Shanghai has a scintillating skyline, a thriving economy verging on capitalism, and a nouveau-riche citizenry that dresses in the most fashionable attire and owns the latest electronic gadgets, but to a large degree it has lost its Chinese soul. Except for the thousands of Chinese who choke its streets and sidewalks, Shanghai could be a large, modern city anywhere in the world. I was disappointed that it seemed to have turned its back on such a rich cultural heritage and was about to write it off as boring until I decided to wander around Old Shanghai one evening. All the shops and office buildings in tthis fairly new neighborhood were built to resemble traditional Chinese architecture, right down to intricate roof tiles and eaves decorated with fire breathing dragons. Neon-outlined buildings reflecting mirror images in surrounding lily ponds and hundreds of illuminated fish lanterns strung overhead were pretty, but I was more interested in the shrill whistles, clamorous clanging, and raucous laughter emanating from a small side alley.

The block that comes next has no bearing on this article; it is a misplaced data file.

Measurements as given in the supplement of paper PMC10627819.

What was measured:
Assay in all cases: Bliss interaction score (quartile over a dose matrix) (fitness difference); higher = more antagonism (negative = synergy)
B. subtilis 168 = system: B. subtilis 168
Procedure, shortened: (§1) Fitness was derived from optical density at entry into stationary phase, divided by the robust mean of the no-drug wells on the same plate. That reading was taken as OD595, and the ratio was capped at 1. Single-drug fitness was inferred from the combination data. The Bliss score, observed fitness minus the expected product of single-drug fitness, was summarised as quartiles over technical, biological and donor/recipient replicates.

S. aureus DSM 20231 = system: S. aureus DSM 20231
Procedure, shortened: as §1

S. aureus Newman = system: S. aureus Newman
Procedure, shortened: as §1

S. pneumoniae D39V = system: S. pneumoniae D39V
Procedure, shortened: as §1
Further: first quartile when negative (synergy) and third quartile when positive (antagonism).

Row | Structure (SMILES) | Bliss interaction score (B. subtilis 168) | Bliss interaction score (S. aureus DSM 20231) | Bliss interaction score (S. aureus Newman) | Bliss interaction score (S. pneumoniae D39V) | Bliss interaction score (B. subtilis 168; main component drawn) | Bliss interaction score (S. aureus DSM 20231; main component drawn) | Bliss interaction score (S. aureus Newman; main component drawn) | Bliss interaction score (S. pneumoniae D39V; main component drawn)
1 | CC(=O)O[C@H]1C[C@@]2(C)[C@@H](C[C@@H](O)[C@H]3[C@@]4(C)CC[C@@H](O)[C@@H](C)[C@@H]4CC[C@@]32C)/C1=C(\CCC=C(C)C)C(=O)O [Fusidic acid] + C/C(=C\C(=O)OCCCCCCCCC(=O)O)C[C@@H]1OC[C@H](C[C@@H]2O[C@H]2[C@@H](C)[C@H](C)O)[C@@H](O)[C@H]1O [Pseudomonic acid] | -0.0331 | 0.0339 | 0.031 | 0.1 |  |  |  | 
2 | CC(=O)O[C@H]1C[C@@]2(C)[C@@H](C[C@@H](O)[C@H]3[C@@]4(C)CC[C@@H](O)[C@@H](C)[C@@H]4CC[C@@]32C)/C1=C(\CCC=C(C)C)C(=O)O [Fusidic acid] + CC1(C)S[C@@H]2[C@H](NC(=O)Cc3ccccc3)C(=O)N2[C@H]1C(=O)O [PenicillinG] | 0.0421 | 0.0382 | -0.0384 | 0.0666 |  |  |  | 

Rounding the corner I discovered half a dozen customers sitting on stools with their foreheads plastered to a large wooden box, a replica of a Chinese peep show from the 19th century. Layang Pian, or Xiyang Jian as the art is more commonly known, roughly translates to “pulling foreign picture cards,” which Continue reading